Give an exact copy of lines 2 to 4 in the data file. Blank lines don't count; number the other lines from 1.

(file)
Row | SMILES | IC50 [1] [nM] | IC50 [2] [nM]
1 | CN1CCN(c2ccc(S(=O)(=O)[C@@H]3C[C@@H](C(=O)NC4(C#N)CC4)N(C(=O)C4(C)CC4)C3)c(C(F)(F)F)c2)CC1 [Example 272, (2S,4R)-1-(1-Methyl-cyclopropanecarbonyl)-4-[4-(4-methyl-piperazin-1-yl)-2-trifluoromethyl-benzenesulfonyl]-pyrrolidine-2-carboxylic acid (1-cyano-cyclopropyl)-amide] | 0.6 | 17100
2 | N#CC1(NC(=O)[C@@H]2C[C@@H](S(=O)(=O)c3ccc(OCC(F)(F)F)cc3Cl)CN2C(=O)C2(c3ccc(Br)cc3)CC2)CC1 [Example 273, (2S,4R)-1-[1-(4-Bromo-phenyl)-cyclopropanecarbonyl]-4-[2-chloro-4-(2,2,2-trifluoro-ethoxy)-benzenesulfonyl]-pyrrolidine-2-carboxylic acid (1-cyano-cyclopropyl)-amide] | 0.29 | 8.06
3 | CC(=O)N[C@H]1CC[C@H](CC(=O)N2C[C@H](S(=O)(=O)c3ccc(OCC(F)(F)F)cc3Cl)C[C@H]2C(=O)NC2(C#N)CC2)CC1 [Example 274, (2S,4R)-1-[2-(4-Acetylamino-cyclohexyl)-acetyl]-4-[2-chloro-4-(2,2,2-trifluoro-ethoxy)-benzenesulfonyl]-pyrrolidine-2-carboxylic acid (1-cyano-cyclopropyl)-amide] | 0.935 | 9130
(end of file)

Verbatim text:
1 | CN1CCN(c2ccc(S(=O)(=O)[C@@H]3C[C@@H](C(=O)NC4(C#N)CC4)N(C(=O)C4(C)CC4)C3)c(C(F)(F)F)c2)CC1 [Example 272, (2S,4R)-1-(1-Methyl-cyclopropanecarbonyl)-4-[4-(4-methyl-piperazin-1-yl)-2-trifluoromethyl-benzenesulfonyl]-pyrrolidine-2-carboxylic acid (1-cyano-cyclopropyl)-amide] | 0.6 | 17100
2 | N#CC1(NC(=O)[C@@H]2C[C@@H](S(=O)(=O)c3ccc(OCC(F)(F)F)cc3Cl)CN2C(=O)C2(c3ccc(Br)cc3)CC2)CC1 [Example 273, (2S,4R)-1-[1-(4-Bromo-phenyl)-cyclopropanecarbonyl]-4-[2-chloro-4-(2,2,2-trifluoro-ethoxy)-benzenesulfonyl]-pyrrolidine-2-carboxylic acid (1-cyano-cyclopropyl)-amide] | 0.29 | 8.06
3 | CC(=O)N[C@H]1CC[C@H](CC(=O)N2C[C@H](S(=O)(=O)c3ccc(OCC(F)(F)F)cc3Cl)C[C@H]2C(=O)NC2(C#N)CC2)CC1 [Example 274, (2S,4R)-1-[2-(4-Acetylamino-cyclohexyl)-acetyl]-4-[2-chloro-4-(2,2,2-trifluoro-ethoxy)-benzenesulfonyl]-pyrrolidine-2-carboxylic acid (1-cyano-cyclopropyl)-amide] | 0.935 | 9130